Building Effective Arm Workouts Without Weights
It’s coming. Summer is barreling towards you faster than you know. One day very soon you’ll wake up to shorts weather and the urge to get to the edge of any coastline to dip your toes in the sand and feel the sun beaming down on your skin. And with summer comes a checklist of sorts.
Your job right now is to mark as many of those boxes on that list as possible. Getting lean, building broad shoulders, refining your six pack and increase muscularity is all on there. Your work might be cut out for you if you were the type who let everything “go” under sweats over the winter.
Sure, the cold months are for bulking and building more foundational muscle so you can strip the fat away later and show off your hard-earned work. Arms are a major item on your priority list. What’s the use in have a nice, shapely chest and back and wide shoulders without a set of guns to complete the look?
Here’s the issue you may be facing: Is this yet another year you will tirelessly toil away in the gym performing never-ending sets of curls, lying extensions and cable pressdowns only to come up short on results? Are bigger arms merely a dream and not a reality?
If you’re tired of the same-ole boring arm workouts you’ve grown negatively accustomed to then maybe you need a big shift in thinking. Maybe you need to approach arm training a totally different way.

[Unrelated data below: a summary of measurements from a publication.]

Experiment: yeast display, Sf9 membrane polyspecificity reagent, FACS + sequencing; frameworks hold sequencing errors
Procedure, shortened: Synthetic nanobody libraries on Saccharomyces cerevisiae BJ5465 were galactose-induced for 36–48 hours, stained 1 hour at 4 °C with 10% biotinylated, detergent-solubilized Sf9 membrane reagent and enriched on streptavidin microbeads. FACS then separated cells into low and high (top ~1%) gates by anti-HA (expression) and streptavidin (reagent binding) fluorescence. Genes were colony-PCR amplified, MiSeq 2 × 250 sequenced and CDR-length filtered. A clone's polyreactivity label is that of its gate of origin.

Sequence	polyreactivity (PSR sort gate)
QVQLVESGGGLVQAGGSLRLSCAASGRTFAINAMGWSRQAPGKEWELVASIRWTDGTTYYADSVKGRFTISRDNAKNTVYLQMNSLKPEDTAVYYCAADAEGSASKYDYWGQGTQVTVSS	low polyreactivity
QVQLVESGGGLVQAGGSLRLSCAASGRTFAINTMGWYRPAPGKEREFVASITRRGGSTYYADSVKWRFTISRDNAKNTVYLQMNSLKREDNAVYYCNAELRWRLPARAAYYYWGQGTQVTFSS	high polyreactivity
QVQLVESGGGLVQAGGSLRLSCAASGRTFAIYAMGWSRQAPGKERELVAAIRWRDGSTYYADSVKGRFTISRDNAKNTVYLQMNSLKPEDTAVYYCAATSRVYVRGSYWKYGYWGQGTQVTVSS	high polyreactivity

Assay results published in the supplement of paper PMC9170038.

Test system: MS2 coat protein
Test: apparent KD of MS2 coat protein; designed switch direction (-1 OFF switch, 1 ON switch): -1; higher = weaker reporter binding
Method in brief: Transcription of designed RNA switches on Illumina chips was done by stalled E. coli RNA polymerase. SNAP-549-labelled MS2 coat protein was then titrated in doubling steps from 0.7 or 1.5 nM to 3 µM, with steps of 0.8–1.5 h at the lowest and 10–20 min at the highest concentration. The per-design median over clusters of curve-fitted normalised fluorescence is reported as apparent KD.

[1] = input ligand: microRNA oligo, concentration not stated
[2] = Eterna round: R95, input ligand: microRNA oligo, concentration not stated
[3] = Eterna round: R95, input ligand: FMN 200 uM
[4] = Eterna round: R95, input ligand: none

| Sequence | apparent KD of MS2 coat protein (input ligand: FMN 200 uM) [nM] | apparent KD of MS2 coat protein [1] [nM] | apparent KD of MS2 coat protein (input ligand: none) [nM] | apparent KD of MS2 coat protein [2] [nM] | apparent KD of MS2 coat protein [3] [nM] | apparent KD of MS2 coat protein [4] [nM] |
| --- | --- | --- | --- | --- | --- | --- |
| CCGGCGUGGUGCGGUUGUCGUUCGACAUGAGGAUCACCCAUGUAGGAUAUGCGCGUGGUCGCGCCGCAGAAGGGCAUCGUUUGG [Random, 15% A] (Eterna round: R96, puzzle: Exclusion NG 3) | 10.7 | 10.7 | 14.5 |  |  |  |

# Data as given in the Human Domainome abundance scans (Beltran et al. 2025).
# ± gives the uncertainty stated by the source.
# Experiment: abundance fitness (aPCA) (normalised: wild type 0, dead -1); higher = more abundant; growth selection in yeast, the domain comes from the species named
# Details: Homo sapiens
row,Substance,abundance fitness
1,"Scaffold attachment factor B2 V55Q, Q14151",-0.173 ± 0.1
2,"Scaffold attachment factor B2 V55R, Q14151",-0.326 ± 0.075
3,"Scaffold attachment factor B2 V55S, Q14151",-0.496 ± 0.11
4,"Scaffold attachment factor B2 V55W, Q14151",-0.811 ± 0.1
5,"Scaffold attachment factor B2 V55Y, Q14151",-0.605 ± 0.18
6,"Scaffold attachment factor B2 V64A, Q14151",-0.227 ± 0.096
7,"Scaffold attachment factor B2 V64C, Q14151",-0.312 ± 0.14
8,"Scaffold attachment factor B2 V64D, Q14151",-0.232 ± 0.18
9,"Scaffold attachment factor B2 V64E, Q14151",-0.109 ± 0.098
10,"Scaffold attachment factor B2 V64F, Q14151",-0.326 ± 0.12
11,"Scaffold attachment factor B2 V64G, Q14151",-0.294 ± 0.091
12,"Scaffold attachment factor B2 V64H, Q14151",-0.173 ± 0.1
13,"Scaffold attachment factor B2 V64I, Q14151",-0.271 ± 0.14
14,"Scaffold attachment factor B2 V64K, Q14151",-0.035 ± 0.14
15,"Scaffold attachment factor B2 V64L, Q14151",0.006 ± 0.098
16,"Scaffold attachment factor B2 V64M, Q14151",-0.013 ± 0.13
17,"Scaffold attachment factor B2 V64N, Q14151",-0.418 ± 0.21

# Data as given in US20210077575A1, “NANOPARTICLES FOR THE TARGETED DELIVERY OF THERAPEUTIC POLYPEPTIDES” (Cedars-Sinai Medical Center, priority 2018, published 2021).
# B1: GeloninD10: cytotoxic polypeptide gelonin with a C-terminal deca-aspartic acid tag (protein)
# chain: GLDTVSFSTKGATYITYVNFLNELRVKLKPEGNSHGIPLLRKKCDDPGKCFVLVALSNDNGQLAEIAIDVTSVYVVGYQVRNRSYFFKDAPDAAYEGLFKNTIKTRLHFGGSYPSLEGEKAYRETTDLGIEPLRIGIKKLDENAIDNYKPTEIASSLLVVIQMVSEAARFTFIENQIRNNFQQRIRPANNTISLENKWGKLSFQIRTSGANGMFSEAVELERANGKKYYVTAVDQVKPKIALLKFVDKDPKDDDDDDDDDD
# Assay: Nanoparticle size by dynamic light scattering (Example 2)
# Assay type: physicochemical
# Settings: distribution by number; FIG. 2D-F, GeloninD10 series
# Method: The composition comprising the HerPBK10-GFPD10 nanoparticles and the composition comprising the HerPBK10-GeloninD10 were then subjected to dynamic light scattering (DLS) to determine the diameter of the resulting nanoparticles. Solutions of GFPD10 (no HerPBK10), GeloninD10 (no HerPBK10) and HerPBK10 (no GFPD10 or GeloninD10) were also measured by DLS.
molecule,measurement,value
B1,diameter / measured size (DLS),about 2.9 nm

Enter the non-weight arm workout. Before you run away from the screen and think, “Oh man, not another one of these bodyweight articles” let me explain how you can make this work for bigger arms in record time.
Marc Lobliner and Mr. Olympia Jay Cutler discuss arm training and how to build bigger arms.
Can you grow bigger arms without weights?
The short answer: Yes. The trick with using your bodyweight for increases in muscle mass has always been the progression factor. In order to increase stress on the muscle using a barbell you would simply add another plate, but with bodyweight training it’s tough to systematically add weight. This is where a little creativity comes in.
By using specific angles and body positions you can easily and instantly increase resistance on the targeted muscle without the use of plates, dumbbells or even a gym. Plus, you’ll get an indirect core workout along the way since all of the exercises require you to maintain a strict body position of balance and stability.
What you’ll need
Although you won’t need traditional equipment such as barbells, dumbbells, cable machines or other body part-specific machines you will need a few pieces of equipment that can easily be a part of any home gym.